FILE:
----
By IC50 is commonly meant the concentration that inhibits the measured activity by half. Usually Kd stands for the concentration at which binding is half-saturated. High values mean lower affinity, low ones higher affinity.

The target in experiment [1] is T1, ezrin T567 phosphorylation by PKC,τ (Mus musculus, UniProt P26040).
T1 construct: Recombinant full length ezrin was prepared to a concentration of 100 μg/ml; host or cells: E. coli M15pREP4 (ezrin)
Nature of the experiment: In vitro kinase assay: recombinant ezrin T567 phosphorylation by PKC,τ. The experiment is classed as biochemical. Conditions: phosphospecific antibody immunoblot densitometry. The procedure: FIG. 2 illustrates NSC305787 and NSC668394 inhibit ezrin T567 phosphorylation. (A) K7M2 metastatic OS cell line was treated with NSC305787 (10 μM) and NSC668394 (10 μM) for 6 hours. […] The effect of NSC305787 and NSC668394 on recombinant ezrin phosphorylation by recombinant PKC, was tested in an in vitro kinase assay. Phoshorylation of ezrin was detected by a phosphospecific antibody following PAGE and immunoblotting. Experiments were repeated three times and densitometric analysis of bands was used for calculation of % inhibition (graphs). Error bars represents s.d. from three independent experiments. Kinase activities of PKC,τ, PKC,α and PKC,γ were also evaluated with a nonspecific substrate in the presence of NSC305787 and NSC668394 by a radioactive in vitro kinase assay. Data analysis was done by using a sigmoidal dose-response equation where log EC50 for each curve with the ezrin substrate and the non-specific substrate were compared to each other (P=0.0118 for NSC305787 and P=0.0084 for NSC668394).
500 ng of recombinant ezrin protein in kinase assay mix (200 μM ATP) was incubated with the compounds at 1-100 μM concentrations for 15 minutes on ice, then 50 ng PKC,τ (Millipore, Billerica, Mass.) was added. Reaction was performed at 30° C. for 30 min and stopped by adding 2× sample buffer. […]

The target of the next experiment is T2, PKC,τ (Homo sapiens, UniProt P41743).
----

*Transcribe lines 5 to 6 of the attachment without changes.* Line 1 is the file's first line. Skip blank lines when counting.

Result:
500 ng of recombinant ezrin protein in kinase assay mix (200 μM ATP) was incubated with the compounds at 1-100 μM concentrations for 15 minutes on ice, then 50 ng PKC,τ (Millipore, Billerica, Mass.) was added. Reaction was performed at 30° C. for 30 min and stopped by adding 2× sample buffer. […]

The target of the next experiment is T2, PKC,τ (Homo sapiens, UniProt P41743).